The project to build a Walmart store on the west edge of the city of Princeton continues.
One indication was the city council last Thursday approving a requested modification of the developer’s agreement for the project.
The other was local contractor Steinbrecher Painting recently receiving an invite from a Twin Cities general contractor bidding on the Walmart project to submit a painting bid to that contractor. Steinbrecher Painting owner Lee Steinbrecher said that the invite states that the plans are to start construction of the Walmart store in April this year and be completed in January 2013.
The developer’s agreement that was modified at the council meeting was done to fit with the ordinance the council passed at the same meeting amending the conditional use permit (CUP) part of the city’s zoning ordinance. The most major change was to remove the portion stating: “If substantial completion (80 percent of construction) has not taken place within one year after the date of a CUP, the CUP is void except that, on application within one year, the planning commission may extend the permit for an additional period not to exceed six months.”
The council replaced the above with the following: “The applicant or property owner shall make a complete application for all permits necessary for operation of the CUP within 12 months of the CUP approval and the project shall be substantially complete within 24 months of issuance of the first permit. The planning commission has the authority to grant extensions where reasonably necessary.”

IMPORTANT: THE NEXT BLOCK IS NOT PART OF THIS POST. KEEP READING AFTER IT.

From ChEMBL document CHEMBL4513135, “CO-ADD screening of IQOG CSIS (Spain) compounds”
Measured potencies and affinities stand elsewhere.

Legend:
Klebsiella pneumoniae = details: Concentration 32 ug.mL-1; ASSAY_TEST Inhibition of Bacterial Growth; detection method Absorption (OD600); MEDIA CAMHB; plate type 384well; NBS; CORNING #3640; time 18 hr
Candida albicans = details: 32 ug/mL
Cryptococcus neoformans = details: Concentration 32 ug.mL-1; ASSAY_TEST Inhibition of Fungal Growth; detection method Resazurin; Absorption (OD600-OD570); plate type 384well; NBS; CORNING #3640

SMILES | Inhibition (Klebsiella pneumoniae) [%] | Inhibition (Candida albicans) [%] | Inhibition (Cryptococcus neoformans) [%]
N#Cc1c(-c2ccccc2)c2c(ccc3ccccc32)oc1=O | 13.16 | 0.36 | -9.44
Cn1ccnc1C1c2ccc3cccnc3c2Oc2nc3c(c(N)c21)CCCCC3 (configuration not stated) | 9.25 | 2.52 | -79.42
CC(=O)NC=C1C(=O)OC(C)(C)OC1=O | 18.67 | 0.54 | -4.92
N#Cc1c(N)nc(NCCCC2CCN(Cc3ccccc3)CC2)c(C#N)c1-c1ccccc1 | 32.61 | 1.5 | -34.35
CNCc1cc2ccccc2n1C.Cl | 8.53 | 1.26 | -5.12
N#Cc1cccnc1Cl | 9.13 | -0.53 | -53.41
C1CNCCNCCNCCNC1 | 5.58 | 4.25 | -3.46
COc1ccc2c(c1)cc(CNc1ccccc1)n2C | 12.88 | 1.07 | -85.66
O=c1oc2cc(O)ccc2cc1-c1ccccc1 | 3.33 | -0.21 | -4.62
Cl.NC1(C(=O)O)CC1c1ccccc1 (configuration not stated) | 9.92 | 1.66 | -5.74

That first permit in many projects is usually the building permit, according to Princeton City Development Director Carie Fuhrman.
When the city planning commission approved the CUP for the Walmart project last Aug. 15, it granted it with the extended six months so that it would be good for 18 months. The new CUP is good for 24 months.
Richard Snyder, an attorney working on behalf of Wal-mart Stores, Inc., and Dylan Howard, who is a realtor working on the land sale for the planned Walmart store attended last Thursday’s council meeting.
Plans are that the store will carry merchandise and groceries. Its main entrance will face Highway 95, with access from 21st Avenue which is the street that runs past the east side of the Madre Loca Mexican restaurant.
As of last Thursday, the land that Wal-mart has been planning to buy, had not yet been sold to Wal-mart. Dylan Howard said that the land sale closing was postponed until the developer’s agreement could be modified, as was done last Thursday.
As for the building permit, it has been processed, according to city hall staff, and is waiting to be picked up. Fuhrman said she understands that once the general contractor has been selected to construct the Walmart store, then that contractor will pick up the building permit.